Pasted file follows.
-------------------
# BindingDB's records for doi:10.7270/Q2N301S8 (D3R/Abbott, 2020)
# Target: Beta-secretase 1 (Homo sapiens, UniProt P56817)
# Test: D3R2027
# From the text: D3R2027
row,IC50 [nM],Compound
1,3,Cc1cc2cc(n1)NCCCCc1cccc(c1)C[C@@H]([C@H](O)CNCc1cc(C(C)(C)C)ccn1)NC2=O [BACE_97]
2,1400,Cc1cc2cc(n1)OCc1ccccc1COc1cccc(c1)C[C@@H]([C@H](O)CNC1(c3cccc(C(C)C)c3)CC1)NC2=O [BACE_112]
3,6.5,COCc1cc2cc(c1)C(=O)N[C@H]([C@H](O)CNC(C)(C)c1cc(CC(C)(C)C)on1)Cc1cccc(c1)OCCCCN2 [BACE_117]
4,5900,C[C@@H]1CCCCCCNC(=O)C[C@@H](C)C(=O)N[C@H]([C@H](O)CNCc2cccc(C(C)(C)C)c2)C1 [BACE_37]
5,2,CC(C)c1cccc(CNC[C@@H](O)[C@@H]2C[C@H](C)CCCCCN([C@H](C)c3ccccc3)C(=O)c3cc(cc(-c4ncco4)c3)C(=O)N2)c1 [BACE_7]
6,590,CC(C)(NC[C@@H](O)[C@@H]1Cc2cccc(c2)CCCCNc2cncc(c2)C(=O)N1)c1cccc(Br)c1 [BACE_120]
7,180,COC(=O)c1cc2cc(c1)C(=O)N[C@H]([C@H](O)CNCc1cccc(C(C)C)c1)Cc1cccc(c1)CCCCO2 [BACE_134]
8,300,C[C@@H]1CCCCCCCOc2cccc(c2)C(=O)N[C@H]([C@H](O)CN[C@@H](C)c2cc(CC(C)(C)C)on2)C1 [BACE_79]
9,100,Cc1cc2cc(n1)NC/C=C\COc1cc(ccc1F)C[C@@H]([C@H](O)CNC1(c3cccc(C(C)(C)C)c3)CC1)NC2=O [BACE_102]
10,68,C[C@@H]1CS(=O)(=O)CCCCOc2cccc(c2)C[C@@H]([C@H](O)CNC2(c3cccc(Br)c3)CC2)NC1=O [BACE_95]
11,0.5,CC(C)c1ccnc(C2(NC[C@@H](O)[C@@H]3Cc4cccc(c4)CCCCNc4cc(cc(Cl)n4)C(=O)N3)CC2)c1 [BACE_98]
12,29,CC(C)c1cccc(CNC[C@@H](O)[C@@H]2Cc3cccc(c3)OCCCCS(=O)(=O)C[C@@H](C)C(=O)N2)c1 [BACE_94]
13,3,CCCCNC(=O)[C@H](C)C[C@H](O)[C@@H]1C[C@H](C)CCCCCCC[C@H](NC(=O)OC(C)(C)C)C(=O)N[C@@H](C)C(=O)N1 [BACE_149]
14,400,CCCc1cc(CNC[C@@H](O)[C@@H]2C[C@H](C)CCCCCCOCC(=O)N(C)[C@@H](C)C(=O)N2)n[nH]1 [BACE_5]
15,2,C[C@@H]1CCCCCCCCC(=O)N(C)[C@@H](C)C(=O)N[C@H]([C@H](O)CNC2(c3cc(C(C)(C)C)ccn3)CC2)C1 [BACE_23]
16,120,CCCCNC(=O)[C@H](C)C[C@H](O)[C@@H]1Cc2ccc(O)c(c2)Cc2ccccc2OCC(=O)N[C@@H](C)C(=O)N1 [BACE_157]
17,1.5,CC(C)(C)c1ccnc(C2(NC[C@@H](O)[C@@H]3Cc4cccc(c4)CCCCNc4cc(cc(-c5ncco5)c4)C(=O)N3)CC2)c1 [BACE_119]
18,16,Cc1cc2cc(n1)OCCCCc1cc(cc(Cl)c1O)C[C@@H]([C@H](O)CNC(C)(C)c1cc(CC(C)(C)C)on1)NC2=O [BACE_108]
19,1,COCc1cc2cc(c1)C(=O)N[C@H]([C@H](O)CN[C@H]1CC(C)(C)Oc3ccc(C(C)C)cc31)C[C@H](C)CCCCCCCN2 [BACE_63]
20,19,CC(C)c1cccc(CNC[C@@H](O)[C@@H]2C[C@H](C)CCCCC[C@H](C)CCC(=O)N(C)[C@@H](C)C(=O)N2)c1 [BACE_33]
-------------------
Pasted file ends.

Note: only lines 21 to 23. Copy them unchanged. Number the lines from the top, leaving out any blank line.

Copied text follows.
16,120,CCCCNC(=O)[C@H](C)C[C@H](O)[C@@H]1Cc2ccc(O)c(c2)Cc2ccccc2OCC(=O)N[C@@H](C)C(=O)N1 [BACE_157]
17,1.5,CC(C)(C)c1ccnc(C2(NC[C@@H](O)[C@@H]3Cc4cccc(c4)CCCCNc4cc(cc(-c5ncco5)c4)C(=O)N3)CC2)c1 [BACE_119]
18,16,Cc1cc2cc(n1)OCCCCc1cc(cc(Cl)c1O)C[C@@H]([C@H](O)CNC(C)(C)c1cc(CC(C)(C)C)on1)NC2=O [BACE_108]